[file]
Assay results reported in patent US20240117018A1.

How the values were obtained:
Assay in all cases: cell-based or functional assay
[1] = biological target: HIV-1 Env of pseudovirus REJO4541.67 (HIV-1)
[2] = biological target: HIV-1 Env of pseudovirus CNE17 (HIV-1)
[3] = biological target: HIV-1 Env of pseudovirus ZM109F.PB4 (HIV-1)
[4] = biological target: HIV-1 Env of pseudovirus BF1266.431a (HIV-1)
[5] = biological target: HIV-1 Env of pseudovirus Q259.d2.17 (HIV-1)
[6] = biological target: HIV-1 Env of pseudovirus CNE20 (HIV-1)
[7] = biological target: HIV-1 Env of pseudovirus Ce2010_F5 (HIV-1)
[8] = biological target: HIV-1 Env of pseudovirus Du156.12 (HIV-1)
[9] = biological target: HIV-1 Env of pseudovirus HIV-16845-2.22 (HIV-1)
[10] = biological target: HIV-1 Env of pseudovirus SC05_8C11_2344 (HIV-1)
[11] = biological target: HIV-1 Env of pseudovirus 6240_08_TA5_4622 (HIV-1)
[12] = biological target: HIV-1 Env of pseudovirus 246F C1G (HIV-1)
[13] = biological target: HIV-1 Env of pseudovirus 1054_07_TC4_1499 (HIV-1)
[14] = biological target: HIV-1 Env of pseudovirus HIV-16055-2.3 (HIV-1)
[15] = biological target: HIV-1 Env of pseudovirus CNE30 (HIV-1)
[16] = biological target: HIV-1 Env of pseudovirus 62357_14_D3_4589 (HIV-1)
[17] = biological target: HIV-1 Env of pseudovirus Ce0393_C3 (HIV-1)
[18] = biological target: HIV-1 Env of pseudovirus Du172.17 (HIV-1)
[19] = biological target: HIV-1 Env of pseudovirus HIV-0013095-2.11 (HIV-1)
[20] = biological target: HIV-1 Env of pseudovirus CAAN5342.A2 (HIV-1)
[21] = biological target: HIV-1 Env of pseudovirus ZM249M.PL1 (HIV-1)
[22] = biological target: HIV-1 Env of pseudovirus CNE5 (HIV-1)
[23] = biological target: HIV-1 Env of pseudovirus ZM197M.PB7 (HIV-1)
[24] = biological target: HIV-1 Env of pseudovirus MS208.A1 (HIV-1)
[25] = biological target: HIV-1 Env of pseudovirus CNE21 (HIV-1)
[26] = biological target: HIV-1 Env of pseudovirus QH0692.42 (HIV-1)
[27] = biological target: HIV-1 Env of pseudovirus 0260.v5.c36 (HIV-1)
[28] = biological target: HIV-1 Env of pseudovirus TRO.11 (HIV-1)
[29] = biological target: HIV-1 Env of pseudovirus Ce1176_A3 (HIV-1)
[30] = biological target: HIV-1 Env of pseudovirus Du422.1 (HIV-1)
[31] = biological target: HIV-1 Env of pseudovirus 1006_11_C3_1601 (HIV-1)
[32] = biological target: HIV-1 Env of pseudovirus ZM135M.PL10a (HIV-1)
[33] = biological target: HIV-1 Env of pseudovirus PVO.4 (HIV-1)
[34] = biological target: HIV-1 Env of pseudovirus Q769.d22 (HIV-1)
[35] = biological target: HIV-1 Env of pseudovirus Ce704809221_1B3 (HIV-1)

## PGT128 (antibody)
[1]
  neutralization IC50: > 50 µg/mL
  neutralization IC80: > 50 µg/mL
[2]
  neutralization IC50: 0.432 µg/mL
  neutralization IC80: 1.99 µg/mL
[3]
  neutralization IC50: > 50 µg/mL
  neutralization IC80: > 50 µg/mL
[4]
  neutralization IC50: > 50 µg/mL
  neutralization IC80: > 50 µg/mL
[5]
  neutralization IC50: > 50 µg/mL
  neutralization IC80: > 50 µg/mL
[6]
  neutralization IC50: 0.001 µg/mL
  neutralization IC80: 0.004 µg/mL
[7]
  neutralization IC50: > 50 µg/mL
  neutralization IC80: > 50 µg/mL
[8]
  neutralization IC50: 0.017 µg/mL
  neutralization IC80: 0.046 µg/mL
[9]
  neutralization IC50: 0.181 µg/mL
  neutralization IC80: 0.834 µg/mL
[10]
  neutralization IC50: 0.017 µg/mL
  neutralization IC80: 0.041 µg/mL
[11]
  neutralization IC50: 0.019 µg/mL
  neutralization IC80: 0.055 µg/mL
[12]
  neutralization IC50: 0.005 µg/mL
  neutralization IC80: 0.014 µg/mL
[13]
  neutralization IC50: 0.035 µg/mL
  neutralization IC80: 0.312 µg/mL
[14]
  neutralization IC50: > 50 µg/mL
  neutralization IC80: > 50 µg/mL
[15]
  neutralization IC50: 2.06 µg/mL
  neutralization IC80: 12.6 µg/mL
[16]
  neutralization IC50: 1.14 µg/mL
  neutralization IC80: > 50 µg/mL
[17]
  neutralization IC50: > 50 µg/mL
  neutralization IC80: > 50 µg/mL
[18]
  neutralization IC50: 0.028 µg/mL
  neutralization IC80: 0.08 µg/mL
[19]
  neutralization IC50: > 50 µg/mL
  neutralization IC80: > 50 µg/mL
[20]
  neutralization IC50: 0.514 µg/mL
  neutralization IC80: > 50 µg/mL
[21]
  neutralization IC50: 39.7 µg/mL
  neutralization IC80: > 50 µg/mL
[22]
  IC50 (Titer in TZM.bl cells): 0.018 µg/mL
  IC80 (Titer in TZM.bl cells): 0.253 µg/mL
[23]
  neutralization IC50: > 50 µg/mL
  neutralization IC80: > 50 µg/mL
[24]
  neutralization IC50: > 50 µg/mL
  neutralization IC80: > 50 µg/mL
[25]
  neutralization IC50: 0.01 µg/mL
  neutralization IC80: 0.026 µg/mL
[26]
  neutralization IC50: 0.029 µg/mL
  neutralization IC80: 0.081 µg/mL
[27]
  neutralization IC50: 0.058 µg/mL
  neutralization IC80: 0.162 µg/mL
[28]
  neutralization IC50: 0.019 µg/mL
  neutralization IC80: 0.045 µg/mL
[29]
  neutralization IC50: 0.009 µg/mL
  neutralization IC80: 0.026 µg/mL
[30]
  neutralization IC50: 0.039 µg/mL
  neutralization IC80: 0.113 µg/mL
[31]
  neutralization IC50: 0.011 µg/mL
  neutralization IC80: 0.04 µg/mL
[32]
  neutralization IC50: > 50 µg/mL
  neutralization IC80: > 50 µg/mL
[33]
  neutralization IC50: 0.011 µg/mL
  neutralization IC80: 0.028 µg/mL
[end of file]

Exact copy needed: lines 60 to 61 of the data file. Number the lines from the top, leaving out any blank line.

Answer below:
  neutralization IC80: > 50 µg/mL
[8]